Analysts at Deutsche Bank raised their price target on American International Group Inc (NYSE:AIG) after a key meeting with the CEO of the insurer’s Property and Casualty division. Analysts Joshua Shanker and Phil Stefano increased their target from $52 per share to $56 per share, saying that the meeting bolstered their confidence in the division’s margin improvements.
Greater Margin Improvements Expected At AIG
After their “day and a half” meeting with Handcock, the analysts said they are “more confident” that American International Group Inc (NYSE:AIG) is on track to hitting a 90 to 95 percent combined ratio in its Property and Casualty division by 2015.
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In fact, they said it looks like the improvements are ahead of schedule. They also said it appears as if paid loss trends are improving more quickly than results from the results from the company’s generally accepted accounting principles are showing.
AIG’s Plans For Returning Capital
The insurer’s management has said it hopes to begin a “modest” dividend and keep buying back shares this year, although it is not yet ready to speak about the views of its board members, the Federal Reserve or the rating agencies. The company does say it’s standing firmly on the target set by management in May 2011.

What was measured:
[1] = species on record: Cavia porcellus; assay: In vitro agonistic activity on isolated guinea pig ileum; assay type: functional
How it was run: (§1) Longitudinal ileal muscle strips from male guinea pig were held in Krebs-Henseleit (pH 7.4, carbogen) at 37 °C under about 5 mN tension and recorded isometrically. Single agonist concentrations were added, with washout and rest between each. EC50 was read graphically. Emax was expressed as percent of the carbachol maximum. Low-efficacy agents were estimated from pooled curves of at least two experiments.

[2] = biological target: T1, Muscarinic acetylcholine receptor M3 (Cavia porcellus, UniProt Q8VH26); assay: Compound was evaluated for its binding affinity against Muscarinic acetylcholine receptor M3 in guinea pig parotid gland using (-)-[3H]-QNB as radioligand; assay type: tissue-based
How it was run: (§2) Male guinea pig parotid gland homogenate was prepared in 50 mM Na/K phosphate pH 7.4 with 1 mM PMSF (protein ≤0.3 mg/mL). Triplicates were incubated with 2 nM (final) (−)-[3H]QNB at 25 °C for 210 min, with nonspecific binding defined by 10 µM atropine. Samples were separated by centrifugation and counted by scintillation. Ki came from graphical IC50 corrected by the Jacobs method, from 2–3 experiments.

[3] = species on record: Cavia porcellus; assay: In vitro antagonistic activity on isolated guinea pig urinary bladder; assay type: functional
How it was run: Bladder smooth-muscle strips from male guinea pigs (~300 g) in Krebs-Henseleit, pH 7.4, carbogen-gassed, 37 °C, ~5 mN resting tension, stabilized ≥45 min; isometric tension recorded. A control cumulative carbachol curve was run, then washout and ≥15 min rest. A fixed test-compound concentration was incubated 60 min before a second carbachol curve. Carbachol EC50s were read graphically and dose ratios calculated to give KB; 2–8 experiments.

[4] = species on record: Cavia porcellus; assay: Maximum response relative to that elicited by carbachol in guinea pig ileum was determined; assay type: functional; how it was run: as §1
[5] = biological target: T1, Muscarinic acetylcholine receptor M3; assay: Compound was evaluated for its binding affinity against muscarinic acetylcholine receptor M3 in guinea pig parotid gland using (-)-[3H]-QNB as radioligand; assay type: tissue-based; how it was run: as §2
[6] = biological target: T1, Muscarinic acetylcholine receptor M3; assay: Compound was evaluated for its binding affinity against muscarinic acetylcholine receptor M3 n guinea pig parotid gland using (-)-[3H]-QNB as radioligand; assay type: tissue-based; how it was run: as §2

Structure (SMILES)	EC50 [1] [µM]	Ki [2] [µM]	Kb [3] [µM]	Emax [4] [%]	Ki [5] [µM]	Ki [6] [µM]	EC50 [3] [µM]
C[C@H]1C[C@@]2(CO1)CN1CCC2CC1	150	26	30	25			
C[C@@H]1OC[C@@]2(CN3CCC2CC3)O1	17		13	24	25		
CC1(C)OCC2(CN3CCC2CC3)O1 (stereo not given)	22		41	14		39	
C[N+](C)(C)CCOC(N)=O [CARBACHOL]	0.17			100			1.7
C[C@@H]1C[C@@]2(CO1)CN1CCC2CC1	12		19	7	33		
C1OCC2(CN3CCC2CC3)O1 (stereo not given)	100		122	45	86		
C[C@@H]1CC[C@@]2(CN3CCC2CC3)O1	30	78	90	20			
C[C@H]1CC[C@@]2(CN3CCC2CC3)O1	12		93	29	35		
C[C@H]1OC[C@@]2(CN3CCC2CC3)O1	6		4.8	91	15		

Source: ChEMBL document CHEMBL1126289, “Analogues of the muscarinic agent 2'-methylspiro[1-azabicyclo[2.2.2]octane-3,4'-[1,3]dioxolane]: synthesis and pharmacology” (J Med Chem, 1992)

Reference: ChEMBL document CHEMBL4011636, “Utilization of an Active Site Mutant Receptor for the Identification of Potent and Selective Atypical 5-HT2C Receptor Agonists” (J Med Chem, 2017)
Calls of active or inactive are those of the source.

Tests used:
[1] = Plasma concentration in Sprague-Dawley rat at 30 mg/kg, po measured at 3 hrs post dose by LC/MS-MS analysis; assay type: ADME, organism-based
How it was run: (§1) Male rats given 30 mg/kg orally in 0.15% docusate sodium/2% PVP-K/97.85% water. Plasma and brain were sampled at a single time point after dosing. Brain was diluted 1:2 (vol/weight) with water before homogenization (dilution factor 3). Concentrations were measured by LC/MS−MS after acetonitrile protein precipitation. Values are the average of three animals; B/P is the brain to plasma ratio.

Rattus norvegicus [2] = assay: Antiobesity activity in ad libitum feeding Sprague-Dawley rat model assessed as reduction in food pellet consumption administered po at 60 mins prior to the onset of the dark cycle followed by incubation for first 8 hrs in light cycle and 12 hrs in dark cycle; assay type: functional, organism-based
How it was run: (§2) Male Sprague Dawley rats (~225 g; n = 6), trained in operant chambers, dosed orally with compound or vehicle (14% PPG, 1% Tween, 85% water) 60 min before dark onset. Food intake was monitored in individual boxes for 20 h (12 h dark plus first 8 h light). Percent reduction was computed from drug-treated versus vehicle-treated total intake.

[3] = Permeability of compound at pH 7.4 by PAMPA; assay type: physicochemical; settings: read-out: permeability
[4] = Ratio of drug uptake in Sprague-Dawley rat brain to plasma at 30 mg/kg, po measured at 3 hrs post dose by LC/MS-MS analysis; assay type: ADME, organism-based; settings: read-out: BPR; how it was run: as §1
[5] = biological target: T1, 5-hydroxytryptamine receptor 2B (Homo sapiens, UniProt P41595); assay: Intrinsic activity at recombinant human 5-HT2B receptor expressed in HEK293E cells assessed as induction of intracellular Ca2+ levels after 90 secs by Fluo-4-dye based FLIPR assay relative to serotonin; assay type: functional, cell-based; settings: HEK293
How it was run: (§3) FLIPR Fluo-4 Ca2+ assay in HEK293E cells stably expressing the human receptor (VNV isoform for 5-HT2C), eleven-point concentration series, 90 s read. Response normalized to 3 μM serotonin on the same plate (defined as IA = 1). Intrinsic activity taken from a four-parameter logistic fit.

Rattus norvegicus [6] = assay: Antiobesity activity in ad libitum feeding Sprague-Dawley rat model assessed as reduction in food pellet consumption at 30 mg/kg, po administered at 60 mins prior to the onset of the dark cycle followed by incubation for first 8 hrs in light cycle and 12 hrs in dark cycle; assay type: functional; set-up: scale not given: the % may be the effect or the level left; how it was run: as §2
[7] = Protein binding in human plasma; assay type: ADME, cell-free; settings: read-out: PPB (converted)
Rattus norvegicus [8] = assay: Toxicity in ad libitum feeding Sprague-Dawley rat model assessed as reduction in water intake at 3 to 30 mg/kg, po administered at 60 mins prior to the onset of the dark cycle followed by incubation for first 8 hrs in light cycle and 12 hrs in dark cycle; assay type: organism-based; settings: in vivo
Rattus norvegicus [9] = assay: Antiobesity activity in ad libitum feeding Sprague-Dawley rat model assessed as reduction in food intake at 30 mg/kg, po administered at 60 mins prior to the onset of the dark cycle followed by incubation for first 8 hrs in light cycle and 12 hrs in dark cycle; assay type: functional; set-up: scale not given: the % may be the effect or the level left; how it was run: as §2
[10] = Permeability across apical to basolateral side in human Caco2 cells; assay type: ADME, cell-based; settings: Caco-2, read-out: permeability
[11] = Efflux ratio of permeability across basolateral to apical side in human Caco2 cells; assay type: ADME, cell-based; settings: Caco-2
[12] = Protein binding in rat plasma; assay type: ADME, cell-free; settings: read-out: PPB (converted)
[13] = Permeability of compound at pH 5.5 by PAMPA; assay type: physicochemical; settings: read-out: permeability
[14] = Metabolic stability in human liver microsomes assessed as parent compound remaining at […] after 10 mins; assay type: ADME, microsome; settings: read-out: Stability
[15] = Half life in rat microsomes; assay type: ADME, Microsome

That target calls for returning $25 to $30 billion in capital to shareholders by the end of 2015. According to Hancock, hybrid debt buybacks, dividends on common shares and possible future acquisitions count toward that target. Last year American International Group Inc (NYSE:AIG) bought back $13 billion worth of common stock, and the company repurchased $3 billion in hybrid debt this year to date. The company is stating its progress as being ahead of its plan.
Potential Impact From AIG’s SIFI Designation
Recently it was announced that AIG would likely receive the SIFI (systemically important financial institution) designation from the Federal Reserve. Some analysts have suggested that this designation would impact the insurer’s ability to return capital to shareholders. Hancock however, “suggested” that those who were concerned about this might be wrong.
At this point the guidelines for the non-bank stress tests that will be conducted on firms like AIG have not been finalized. Hancock points out that when the stress tests were underway on U.S. banks, the Fed didn’t know if the banks had enough capital. However, he said AIG prepaid and shut down its credit facility with the Fed. Before the Fed would let the insurer exit, it wanted to make sure that it had enough capital to sustain itself without help. Hancock said that since the Fed is already aware of AIG’s financial conditions and operations, he suspects that the Fed believes AIG will be able to pass the non-bank stress test.
Revised Estimates For AIG
The analysts said they decreased next year’s combined ratio by 50 basis points, but they modeled for a bigger 17-cent quarterly common dividend, which causes a modest slowdown in the company’s share buybacks. After their revisions, they modeled for $2.5 billion in share buybacks this year and $5 billion next year.